My sons’ school is wonderful in its strong ecological ethic, and the children learn about gardens there.  But in Canada, the heart of the growing season falls during summer holidays (when, once upon a time, children were needed to help parents in their fields and gardens), so working in the garden and watching it unfold is special to summer learning at home.

And if ever there was inspiration to garden with children (or anyone) in the city, this is it:  Ron Finley’s Ted Talk about guerilla gardening in South Central Los Angeles:


Just Being Together 101


I’ve been looking forward to spending the summer with the boys for months.  The expanses of time, free from the tyranny of the school schedule and scene, the swaths of space to swim through… summer symbolized all of this and enticingly so.  We have some lessons and activities lined up, the cottage, playdates, park dates, outings like Legoland, but there’s also a lot of room for us to be and explore together.  I love this for myself, but I feel like it’s nice for the boys too – good, grounding connection – it’s important for all of us.

Except.  It hasn’t really been like that.  Well, we’re having some good days now, but there have been some serious rough patches along the way.  For starters, my two older boys, 8 and almost 6, are kind of tearing each other to pieces.  The other day, I watched from the kitchen as my older son kungfu kicked my middle son with moves that looked like something out of a clandestine video of police abuse or a violent video game – in other words, depressingly real – as was seeing my middle son predictably drop to the ground doubled over.

In addition to the physical aggression are the little snubs, the unkind words or intentions, the bickering.  Why are they like this to each other?  There just seems to be so much energy going into these casual woundings.  We can come home from a full day out and about, and so soon after our attentions come back to each other, the irritation begins.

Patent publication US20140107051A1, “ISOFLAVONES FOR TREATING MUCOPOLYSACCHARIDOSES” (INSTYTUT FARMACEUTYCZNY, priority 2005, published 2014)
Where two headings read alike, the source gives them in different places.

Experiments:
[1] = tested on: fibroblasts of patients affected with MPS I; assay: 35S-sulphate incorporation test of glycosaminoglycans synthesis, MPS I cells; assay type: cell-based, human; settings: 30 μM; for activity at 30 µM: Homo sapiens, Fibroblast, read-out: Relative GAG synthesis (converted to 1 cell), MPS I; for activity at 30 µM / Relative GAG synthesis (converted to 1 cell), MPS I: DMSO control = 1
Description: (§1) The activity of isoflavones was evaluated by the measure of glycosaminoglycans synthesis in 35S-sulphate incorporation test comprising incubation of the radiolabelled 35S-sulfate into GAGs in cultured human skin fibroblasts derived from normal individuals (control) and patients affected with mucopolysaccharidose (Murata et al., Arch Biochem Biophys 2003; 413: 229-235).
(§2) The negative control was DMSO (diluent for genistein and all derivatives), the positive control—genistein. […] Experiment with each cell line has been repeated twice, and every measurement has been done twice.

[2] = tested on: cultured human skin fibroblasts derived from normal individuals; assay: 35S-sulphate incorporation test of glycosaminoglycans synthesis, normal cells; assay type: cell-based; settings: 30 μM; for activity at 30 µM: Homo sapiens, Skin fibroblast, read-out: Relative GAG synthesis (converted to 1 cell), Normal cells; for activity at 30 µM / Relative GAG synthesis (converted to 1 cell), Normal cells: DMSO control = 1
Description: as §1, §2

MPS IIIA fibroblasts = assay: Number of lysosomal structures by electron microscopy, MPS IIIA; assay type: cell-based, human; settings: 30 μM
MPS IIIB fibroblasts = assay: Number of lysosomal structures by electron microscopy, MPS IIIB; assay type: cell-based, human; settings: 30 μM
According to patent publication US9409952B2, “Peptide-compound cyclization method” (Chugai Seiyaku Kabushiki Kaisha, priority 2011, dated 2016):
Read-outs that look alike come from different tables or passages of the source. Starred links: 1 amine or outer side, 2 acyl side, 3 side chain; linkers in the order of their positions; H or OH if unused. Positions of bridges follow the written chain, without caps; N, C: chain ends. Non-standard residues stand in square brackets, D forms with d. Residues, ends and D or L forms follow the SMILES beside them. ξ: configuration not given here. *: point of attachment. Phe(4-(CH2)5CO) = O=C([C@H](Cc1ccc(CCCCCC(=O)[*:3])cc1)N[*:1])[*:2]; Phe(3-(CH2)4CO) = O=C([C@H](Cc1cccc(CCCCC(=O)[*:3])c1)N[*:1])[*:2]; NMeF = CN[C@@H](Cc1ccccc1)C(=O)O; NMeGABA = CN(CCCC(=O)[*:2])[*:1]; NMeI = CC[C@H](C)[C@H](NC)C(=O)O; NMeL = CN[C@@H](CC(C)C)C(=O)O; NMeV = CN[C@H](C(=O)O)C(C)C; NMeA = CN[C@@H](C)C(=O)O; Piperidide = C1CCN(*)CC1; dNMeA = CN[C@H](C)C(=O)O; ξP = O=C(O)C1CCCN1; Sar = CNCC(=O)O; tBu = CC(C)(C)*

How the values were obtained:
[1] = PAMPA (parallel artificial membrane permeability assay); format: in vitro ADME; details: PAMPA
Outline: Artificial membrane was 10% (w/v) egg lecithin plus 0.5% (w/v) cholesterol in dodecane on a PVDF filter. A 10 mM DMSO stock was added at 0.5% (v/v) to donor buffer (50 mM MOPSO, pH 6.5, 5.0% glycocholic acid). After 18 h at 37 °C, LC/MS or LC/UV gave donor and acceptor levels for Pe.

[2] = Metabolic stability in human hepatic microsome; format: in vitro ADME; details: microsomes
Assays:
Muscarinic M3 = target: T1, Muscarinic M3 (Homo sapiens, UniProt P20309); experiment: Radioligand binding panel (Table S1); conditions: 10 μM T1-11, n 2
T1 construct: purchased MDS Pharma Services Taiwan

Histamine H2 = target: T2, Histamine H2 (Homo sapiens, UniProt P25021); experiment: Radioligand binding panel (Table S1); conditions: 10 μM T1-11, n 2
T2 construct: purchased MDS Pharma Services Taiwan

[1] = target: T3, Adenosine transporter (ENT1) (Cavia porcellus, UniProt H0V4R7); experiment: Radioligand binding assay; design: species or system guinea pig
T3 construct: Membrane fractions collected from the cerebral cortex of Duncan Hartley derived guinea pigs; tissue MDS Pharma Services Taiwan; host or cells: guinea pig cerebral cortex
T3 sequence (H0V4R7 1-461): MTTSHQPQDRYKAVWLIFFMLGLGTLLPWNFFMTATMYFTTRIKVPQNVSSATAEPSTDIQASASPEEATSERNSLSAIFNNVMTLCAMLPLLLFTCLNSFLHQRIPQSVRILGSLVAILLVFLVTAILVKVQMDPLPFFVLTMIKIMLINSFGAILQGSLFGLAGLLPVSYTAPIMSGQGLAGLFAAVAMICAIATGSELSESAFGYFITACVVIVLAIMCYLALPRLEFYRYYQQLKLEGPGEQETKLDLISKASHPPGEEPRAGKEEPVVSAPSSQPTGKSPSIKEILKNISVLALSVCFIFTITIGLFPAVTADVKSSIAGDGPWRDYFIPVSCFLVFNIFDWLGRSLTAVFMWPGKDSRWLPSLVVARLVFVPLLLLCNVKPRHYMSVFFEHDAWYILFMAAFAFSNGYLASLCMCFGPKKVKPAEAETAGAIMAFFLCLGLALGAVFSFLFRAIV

Inevitably, I am trying to sort out why.  Here are the reasons I’ve thought up so far.

1.  We are in transition.  School and after-school activities present a high level of stimulation, and our summer days less so.  We are adjusting to a new pace, and the new pace together, since during school my boys are not together as much.

2.  We need to develop new rhythms.  Whatever else school may or may not do, it provides a very clear structure to our days and weeks.  Life is more fluid now, maybe this will be less rocky with more routine.

3.  I need to be more present.  I’ve been working on a new project and we’re making space for it.  I still spend lots of time caring for the children and doing things with them, but I’ve been more distracted than usual when I’m with them.  This is a fairly significant shift, as I really prize being present with the children and in my life in general.  I’m optimistic that I’m already swinging out of this mental blurriness, and bringing back my attention to the moment.

4.  I have no earthly idea.  Really, sometimes when the arguing is so tenacious and the desire to clash so strong, I don’t have a clue why.  Maybe it has to do with testosterone.  Maybe I’ve raised them wrong from day one.  Maybe this is what’s necessary to make them the strong, sensitive, self-directed men I audaciously pray they will one day be.  I do not know.

For the first time, I feel like the strength of my presence is not really enough to keep them at bay.  I suppose it’s just a matter of time before this happens in one way or another and it’s only natural for children (people?) to push limits, but still, feeling pushed around isn’t much fun.

This dynamic peaked the other night.  Interestingly, the boys weren’t actually fighting with each other at the moment I became exasperated, but the bathroom had been trashed after bath and they were completely ignoring me while getting wilder and wilder.  I had had it.  I didn’t even really lose it, but I had reached a limit and everyone knew it.  I couldn’t be with them anymore and said as much, telling them to get to bed by themselves.  No stories before sleep, which truthfully hurts me at least as much as them; I cherish it as our sacred time and I almost never erode that.  They tried to apologize but I was too annoyed to hear it at first.  I relented (ie, felt miserable ) enough to hug them both before bed, but was still upset.